Stages of growth and development according to Chinese medicine

Conception–The strength of the mother and father’s Jing (Essence that is housed in the Kidneys) at the moment of conception is the blueprint for their child.  This is DNA..and much more.   Chinese medicine places heavy emphasis on making sure that both mother and father are strong and well before they conceive to provide as much opportunity for successful conception, a healthy pregnancy and the overall health and longevity to the baby as possible.  Kidney Jing deficiency patterns in children are the patterns appear as slow growth, slow bone development and any “born with it” pattern like Down’s Syndrome and other birth defects.

Pregnancy & Birth–We work to support the mother’s Qi, Blood, Yin and Fluids and to keep her Kidneys strong.  She needs all these resources in abundance to insure a healthy strong pregnancy and give her the strength to go through labor, then turn around and nurse a newborn while recovering.    Too many pregnancies, births or miscarriages deplete a woman’s Kidneys and vital essences leaving her weaker.  This is why many CM practitioners will recommend a woman who has recently miscarried wait several months, depending on what they see in tongue and pulse, before trying to get pregnant again.  Actually, given the right conditions and support a woman’s health can be increased.

Infants–Fragile yet strong.  Babies’ systems are amazing. Focus is placed on building the immunity and the digestive organs.  Much of this is done with treating the mother during the nursing stages and through baby’s first foods like pumpkin, broths and whole grain porridge.  Focus is also place on treating disharmonies as soon as they appear like colds or sleep disturbances.

Toddlers– Still supporting the digestion and immune system which isn’t considered fully developed until about 8 years of age.  Phlegm and weak immunity are common patterns, often amplified by an overly rich, sugar diet.  Children’s personalities start to come to the forefront and treatments can be used to help the emotional and spiritual constitution of the child.  5 Element treatments can be most beneficial in dealing with growing pains of personalities from aggression to timidity to fear or lack of appropriate fear.  Herbs, treatment and nutrition is also geared to help treat common ‘ups and down’s’ like teething pain or bowel and digestive issues.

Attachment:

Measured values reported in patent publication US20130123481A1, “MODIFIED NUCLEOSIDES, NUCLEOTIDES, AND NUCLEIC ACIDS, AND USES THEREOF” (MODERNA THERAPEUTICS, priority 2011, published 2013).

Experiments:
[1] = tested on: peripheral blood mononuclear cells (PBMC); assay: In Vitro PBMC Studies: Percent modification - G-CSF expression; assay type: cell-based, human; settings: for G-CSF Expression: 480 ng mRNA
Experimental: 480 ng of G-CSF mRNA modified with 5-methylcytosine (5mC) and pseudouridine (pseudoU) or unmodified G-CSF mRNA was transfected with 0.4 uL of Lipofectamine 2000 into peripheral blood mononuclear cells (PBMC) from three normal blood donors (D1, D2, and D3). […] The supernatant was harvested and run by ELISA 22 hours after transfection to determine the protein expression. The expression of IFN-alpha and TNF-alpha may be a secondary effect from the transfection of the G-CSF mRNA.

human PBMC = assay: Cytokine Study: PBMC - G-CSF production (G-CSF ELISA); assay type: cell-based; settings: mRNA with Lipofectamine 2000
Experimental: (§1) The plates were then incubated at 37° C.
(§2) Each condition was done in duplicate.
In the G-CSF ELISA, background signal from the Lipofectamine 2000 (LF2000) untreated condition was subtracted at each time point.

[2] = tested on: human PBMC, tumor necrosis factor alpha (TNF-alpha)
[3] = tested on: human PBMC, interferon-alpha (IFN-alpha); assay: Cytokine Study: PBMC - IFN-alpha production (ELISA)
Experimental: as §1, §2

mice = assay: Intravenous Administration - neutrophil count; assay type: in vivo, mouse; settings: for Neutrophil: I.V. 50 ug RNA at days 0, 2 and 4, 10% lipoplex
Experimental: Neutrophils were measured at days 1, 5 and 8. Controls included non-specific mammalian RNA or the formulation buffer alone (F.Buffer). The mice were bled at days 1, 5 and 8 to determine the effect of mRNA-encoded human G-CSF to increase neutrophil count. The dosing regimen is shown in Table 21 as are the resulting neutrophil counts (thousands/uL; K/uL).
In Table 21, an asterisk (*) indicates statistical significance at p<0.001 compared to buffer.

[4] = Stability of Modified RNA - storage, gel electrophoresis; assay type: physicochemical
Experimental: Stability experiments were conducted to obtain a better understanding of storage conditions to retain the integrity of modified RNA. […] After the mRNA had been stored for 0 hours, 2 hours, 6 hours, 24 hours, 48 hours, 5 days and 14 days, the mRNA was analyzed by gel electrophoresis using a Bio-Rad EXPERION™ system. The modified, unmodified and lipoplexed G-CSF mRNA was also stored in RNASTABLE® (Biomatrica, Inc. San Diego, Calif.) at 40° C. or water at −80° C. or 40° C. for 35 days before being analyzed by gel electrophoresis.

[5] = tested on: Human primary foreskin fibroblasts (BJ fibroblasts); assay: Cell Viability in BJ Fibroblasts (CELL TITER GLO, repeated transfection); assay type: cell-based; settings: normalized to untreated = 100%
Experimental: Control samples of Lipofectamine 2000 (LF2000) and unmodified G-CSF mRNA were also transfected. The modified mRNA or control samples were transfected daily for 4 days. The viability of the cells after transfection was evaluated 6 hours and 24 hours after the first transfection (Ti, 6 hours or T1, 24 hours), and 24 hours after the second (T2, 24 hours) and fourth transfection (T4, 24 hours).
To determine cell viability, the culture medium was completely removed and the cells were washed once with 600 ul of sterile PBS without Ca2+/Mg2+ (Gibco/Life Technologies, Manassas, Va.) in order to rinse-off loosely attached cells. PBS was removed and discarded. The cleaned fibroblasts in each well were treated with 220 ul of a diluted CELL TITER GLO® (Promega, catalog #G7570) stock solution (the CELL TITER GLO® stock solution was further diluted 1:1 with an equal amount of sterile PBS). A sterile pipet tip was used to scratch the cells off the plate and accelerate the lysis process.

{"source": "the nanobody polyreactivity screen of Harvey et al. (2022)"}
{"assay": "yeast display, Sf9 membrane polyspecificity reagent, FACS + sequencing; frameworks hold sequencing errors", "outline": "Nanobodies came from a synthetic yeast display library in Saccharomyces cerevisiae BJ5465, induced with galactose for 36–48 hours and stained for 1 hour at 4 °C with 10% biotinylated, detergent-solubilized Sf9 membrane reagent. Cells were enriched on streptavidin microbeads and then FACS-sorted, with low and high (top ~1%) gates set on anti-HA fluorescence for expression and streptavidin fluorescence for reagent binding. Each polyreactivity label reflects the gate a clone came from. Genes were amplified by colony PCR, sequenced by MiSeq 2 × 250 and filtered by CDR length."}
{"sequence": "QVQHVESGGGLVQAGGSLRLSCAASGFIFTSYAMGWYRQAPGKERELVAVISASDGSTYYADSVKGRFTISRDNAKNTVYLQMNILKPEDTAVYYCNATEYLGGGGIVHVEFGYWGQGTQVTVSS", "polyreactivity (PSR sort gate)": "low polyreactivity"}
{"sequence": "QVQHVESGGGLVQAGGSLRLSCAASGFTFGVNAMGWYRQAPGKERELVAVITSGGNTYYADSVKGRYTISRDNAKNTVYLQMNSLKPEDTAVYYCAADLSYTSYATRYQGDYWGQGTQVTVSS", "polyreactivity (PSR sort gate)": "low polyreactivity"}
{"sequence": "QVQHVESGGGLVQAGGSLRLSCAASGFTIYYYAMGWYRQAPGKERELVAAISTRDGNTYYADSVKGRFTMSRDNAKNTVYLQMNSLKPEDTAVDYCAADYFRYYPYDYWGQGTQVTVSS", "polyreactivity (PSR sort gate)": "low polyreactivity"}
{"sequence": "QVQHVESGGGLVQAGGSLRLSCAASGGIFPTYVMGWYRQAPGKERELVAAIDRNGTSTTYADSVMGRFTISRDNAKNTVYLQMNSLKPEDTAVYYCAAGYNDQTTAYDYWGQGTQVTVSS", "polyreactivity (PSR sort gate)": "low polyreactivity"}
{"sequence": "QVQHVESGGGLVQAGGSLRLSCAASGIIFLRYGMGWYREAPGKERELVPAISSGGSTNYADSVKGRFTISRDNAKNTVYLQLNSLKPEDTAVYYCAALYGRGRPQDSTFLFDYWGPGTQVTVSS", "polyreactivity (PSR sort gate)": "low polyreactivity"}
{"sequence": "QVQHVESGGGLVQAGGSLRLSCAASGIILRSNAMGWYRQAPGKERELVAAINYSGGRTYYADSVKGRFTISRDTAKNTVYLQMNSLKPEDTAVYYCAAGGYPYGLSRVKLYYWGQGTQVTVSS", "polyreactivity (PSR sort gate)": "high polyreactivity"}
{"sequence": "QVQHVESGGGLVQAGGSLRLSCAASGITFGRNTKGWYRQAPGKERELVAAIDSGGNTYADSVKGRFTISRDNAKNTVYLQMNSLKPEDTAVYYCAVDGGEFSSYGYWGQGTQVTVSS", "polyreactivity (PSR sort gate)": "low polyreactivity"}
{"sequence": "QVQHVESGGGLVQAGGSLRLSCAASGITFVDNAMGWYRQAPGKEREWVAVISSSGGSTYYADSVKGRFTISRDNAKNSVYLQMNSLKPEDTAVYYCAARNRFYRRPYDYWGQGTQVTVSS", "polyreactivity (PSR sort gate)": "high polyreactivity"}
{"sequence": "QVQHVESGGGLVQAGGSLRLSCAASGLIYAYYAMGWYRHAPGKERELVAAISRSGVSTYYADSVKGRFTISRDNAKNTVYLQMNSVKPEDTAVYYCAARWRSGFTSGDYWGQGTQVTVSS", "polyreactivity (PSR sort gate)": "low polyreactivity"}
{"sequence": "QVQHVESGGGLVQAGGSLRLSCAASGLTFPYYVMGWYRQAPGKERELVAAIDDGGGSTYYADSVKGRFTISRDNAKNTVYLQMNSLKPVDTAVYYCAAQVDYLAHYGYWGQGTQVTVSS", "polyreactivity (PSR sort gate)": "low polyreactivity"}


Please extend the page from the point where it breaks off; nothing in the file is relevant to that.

Ages 6-12– Fun times! Parents and practitioners get to see how flexible they are–dealing with adapting to social situations to sudden growth spurts, breaks and bruises, colds and flu.  The more prepared you are the better off you are.

Teens– Expanding independence, changing hormones and drama. Along with the physical changes come the mental and emotional changes (hopefully growth).  The teen, no longer a child, and not quite and adult is working on further refining their identity, theirs, hopes, dreams and ambitions–hopefully in meaningful and healthy ways.  The nutritional needs of a teen varies from an infant or child and in the teenage years it can vary between girls and boys and athletic to non-athletic.  Chinese medicine is absolutely beautiful dealing with conditions like acne, PMS, anemia, and hormonal imbalances.

Know the child

Knowing patterns of disharmony or genetic weakness means that we can work to strengthen and build.  A child born with diabetes will have different needs from the healthy child or the child with genetic bone weakness.  Lifestyle habits, nutrition and therapies should be focused to bring about the best possible health conditions.  There is always room for improvement for any age and anyone.

Act fast when disease enters

Your child will become ill at some point. If you or your child starts to ‘fight’ something off…don’t linger and see if it they get it. Take action now.  We aren’t talking pumping them full of medicine.  It’s the subtle things–bad sinus congestion is made worse by drinking orange juice which creates phlegm where as moving to peppermint tea will help drain the phlegm.   Learn preventative measures and teach them to your children. For example, Clara keeps some ginger in her backpack. Ginger warms and was a welcome blessing when she would get cold from riding her bike or being out in the chilly weather. Find out more about treating colds.

“To treat the child you must treat the parent.”

This saying sums it up.  Through all the different stages of childhood from conception, birth, infancy to puberty, children have needs that vary.   Does this mean that the parents need to get Amma therapy or Acupuncture themselves? Not necessarily. With nursing mothers it is very beneficial. By aiding mother’s digestive vitality, boosting her immunity and her Qi, baby will be stronger. With older children it is important to have the parent’s active engagement and support during treatment, dietary changes  and life habit changes.